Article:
Common scams and how to avoid them

Ross Tibbles
Ross Tibbles

The world is full of nasty people trying to pull one over on you and the internet is no exception, and to be quite honest, probably the worst place of all being a ripe playground of unsuspecting targets.

You can protect yourself from a lot of these scams with just a little bit of a knowledge and awareness to be able to spot when things are a bit “phishy.”


Sorry for the pun, phishing is probably the biggest scam out there. You receive emails from countless companies a day, most of them legitimate, maybe you accidently signed up for a newsletter when you bought that top from the Debenhams website or still get pestered daily with offers from T-reds after buying those shoes 3 years ago.

But there are people who email you pretending to be companies you’ve purchased from or could be interested in, trying to get hold of your personal information to steal money from you.

They’re getting increasingly cleverer and far more refined. In the early days it was blatantly obvious.

The emails would have looked nothing like the company branding, be from completely random email addresses, and quite often have been poorly spelt as they invariably were from overseas where English wasn’t their first language.

These days they’re getting very clever, buying web addresses very similar to the real ones that at a glance you wouldn’t spot and matching the business aesthetics precisely.

Three top tips to protect yourself from this:

  1. NEVER click a link embedded in an email – unless it’s a recipient you trust 100% and have had several correspondences with. Links can install viruses and key loggers that will report your personal information to its author. Or take you to a fake site which looks like the official site related to the email but built solely to farm your information.
  2. Check the email address it’s come from – if you’re at all unsure to the legitimacy of an email address, google it. Most dodgy emails will be reported to tech support forums frequently and if they’re innocent you’ll find their websites.
  3. NEVER provide any personal information via email unless previously requested elsewhere. A lot of websites will ask you the verify your email by sending you an email to click. This is acceptable as you’re expecting it. But never respond to requests out of the blue.

And final thing about phishing. Your bank will NEVER EVER ask for your personal details via email. 99% of emails appearing to be from a bank will be fake.

Often saying things along the lines of “there’s been unusual activity in your account click here to check your statement”.

Phone Scams

These scams in particular, prey on the vulnerable groups of the old and the young in particular.

You’ll get a phone call from someone pretending to be a tech support person from either a private IT firm such as PC World or BT Openreach, familiar and therefore trusted names, telling you that you have something wrong with your PC and they can help you fix it over the phone.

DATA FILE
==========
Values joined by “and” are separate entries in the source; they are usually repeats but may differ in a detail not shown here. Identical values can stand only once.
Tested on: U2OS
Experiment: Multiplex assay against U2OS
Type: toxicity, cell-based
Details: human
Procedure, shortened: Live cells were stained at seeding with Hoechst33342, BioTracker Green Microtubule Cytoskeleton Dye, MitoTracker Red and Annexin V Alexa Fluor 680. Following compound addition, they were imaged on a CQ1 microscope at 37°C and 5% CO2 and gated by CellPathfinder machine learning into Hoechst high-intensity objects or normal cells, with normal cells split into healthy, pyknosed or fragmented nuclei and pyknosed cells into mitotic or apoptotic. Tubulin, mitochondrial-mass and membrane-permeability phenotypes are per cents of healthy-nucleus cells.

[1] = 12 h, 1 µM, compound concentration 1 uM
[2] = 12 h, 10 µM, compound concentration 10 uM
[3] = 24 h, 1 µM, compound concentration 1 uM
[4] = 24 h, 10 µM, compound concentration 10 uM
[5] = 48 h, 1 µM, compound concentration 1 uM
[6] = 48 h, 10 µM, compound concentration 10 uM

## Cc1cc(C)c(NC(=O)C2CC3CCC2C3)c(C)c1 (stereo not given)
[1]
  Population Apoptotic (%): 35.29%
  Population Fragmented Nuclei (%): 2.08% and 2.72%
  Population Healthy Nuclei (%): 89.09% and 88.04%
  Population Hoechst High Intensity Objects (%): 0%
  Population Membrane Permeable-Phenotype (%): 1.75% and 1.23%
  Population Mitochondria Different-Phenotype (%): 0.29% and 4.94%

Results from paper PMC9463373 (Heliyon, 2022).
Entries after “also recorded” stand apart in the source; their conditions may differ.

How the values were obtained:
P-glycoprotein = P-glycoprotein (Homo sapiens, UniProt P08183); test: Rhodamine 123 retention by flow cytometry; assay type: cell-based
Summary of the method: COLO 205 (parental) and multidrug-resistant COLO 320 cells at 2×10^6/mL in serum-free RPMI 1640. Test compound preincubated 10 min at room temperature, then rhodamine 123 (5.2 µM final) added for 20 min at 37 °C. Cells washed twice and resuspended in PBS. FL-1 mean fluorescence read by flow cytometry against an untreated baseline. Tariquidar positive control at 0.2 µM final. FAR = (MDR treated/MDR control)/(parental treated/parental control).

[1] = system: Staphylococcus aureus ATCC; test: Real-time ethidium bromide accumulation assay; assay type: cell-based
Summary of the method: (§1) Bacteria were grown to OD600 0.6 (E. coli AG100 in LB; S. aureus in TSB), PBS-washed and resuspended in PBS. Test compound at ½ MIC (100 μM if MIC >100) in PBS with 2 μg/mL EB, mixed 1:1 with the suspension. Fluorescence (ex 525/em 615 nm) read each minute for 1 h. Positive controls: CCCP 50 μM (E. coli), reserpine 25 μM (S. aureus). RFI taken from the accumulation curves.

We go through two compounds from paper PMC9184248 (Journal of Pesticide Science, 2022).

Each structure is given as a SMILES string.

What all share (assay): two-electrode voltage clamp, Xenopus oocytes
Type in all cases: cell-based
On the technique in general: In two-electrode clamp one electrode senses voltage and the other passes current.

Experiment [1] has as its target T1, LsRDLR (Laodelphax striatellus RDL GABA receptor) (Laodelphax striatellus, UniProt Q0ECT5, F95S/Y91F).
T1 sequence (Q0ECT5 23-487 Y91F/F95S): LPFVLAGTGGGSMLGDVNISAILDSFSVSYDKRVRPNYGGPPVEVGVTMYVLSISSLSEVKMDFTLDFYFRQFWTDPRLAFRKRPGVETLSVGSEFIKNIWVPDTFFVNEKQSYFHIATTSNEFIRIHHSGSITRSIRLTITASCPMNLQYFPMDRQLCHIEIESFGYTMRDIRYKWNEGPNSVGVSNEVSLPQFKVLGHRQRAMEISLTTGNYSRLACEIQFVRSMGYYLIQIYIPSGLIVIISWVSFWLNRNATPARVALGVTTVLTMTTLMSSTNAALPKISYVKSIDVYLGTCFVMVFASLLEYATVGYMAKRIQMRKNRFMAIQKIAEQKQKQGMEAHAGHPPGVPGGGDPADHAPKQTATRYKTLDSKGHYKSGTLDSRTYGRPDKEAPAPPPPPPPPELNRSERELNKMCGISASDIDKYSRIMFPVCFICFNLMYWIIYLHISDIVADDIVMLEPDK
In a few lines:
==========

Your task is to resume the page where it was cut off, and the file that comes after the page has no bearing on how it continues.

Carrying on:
All lies. Hang up at this point.

There is no way anyone can tell if there is something wrong with your PC unless they’re sat in front of it using it.

All they’re trying to get you to do is go to a website and download their virus to steal your information.

Boobytrapped emails

Emails which look innocent enough but are actually carrying spyware, malware, viruses, key loggers, Trojan viruses and ransomware in attachments or links.

Sometimes embedded into the email message itself. For the most part these emails can be defeated by just deleting them without clicking on the attachments etc. For the rest, that’s what you have firewall software and anti-spyware software for.

I recommend Spybot Search & Destroy for spyware hunting. It’s a good, reliable, free and easy to use bit of software you can schedule to scan your pc regularly and remove any nasties it may find.

If these viruses manage to sneak through, for the most part it’s not too big a deal. Your firewall, spyware and virus scanner software will deal with the majority of it, which you should be running at regular intervals.

I’ve got mine scheduled to run every Tuesday evening, just long enough to go make a cuppa.


Ransomware is another matter. Should you be unlucky enough to get caught by this scam/virus, it often means restoring your PC to factory settings, deleting everything off your computer. It is a growing problem which is affecting more and more businesses as well as individuals.

If you see a suspicious email with a link or attachment on it DO NOT OPEN IT! And never ever ever ever open a .EXE file from a source you dont know.

Ransomware will completely lock your computer down giving you no control over it. You won’t be able to access the web, open programs or anything that could combat it. The only option that will be given is to pay the creator of the ransomware to send the release code.

You can either pay and hope it doesn’t happen again or you can lose everything on that pc and start over.

A rather vicious scenario in which neither side feels like a victory.

Hopefully this article will be of use and help you navigate the wonders of the digital world a little more safely.